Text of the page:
Battle of the Fans: Do We Need a New U2 Album?
Lately we’ve been hearing rumors indicating that U2 is getting ready to release a new album next year. Bassist Adam Clayton has said that he’d like recording to be completed before the holidays. There are also whispers that the band will announce album number thirteen with an ad during the Super Bowl on February 2, with a supposed release sometime in April. Whether any of these rumors turn out to be true remains to be seen, but it does pose the question: Do we really need a new U2 album? Would the fans prefer to see the band hit the road and play some deep album cuts that haven’t seen the light of day in the past twenty years? Lets look at the pros and cons of a new album from one of the most influential bands of all time. Be sure to comment with your own take on the subject.
Until about a month ago I felt that it would be so much more fun if U2 would go out on tour simply based on past glories, maybe playing an entire album or two in full each night. Then I heard “Ordinary Love.” The lead single for the Nelson Mandela biopic is the first release from U2’s collaboration with producer Danger Mouse. If it is any indication of how the new U2 album will sound I am very intrigued. It has the sound of classic U2, but with modern production techniques courtesy of Danger Mouse. I would like to compare it to when the band released “Beautiful Day” back in 2000. At the time U2 were seemingly down for the count after a lackluster album and subsequent tour (although I feel they got a bit short-changed with the whole Popmart concept). So the band went back to basics with All That You Can’t Leave Behind. The album and the following Elevation Tour was a massive success that pretty much propelled the band through the entire decade.
With their last release No Line On The Horizon the band hit a bit of a snag again. Sure, the album had a few gems (“Magnificent” and the title track), but it was nowhere near what U2 has released in the past. I felt that the subsequent U2360 Tour suffered because of the band’s stubbornness to build the show around the new music for the entire tour, even though it got quite a cold reception from audiences who came to hear the hits.
In recent years it has become very popular for artists to play entire albums during their live shows. Bruce Springsteen has done so with great success, as has Roger Waters. It’s a great concept because the die-hard fans get to hear deep cuts that might not even have been performed live before, and the more casual listener still gets to hear the hits from that album. If U2 would do something similar with The Joshua Tree for example I think it would be a huge success, and I’m sure that many fans with me feel the same. But something like that seems very far off, since all members of the band have stated in interviews that they will never tour as a greatest hits act, and will only hit the road when they have new material to play.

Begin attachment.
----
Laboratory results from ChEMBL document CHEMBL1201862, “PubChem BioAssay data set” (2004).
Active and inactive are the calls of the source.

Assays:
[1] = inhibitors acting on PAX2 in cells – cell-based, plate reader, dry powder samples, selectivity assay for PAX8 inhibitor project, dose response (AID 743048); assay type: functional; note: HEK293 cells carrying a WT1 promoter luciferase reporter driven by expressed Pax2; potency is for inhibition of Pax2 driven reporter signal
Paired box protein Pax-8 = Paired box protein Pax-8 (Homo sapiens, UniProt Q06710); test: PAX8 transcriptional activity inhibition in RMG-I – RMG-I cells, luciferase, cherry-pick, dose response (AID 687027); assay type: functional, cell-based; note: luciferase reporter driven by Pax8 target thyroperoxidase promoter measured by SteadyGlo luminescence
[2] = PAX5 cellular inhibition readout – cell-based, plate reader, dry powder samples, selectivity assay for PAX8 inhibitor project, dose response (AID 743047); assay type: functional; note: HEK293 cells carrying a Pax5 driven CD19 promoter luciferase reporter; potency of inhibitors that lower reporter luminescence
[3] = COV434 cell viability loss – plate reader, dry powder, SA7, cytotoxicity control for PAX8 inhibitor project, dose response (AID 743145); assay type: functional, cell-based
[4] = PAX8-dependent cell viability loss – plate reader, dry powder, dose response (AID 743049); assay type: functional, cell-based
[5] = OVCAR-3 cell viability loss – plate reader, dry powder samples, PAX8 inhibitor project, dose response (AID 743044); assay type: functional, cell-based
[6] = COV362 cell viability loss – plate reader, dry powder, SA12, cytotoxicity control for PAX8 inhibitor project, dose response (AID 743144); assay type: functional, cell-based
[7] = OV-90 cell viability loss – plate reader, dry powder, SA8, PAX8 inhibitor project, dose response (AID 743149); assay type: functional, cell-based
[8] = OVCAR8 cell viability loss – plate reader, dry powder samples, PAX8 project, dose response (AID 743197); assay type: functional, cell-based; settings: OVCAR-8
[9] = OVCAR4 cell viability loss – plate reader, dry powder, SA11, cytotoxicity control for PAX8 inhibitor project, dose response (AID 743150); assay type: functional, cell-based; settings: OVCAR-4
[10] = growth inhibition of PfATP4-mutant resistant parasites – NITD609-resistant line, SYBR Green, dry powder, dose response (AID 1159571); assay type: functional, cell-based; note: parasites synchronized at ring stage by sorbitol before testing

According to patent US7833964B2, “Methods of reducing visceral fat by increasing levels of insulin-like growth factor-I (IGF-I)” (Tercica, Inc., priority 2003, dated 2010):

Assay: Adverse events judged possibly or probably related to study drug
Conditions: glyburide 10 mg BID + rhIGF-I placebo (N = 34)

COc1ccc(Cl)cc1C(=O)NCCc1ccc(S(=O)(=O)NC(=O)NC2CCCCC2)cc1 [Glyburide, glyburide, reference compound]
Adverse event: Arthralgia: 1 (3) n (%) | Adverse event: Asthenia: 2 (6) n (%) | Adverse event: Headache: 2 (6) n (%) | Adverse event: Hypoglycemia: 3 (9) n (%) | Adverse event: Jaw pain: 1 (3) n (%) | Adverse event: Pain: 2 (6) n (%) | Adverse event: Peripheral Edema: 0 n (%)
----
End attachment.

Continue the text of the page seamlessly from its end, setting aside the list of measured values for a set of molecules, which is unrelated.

With that in mind it feels like a step in the right direction when I hear “Ordinary Love.” Maybe going back to basics and working with a new producer is exactly what the band need. If they can put together an album with tracks of the same caliber as “Ordinary Love” I will be very excited to go buy it, and to go see them a couple of times on tour. What I like best about “Ordinary Love” is the fact that The Edge’s classic guitar sound is back. You can hear what appears to be his “wall-of-sound”-like shimmer effect in the intro and throughout various parts of the song. But most importantly, the music is once again built around The Edge’s delay-ridden arpeggios that instantly bring classics like “I Still Haven’t Found What I’m Looking For,” and “Where The Streets Have No Name” to mind.
So in short, I do think we need a new U2 album. It’s the only way we will get another tour, and it does sound as if the four Irishmen are on to something really special this time around. It would be nice with a simple stage setup with no gimmicks, where the focus is back on the music. It would definitely make it easier for the band to change up the set list and add some deep album cuts if they don’t have to worry about predetermined stage choreography and unnecessary effects. Maybe then the band could even consider playing The Joshua Tree or Achtung Baby mid-set with the beginning and end of the show being made up of greatest hits and new cuts. Wishful thinking, I know, but those are my two cents on the matter. So, do you think we need a new U2 album? Give us your opinion on the subject in the comments.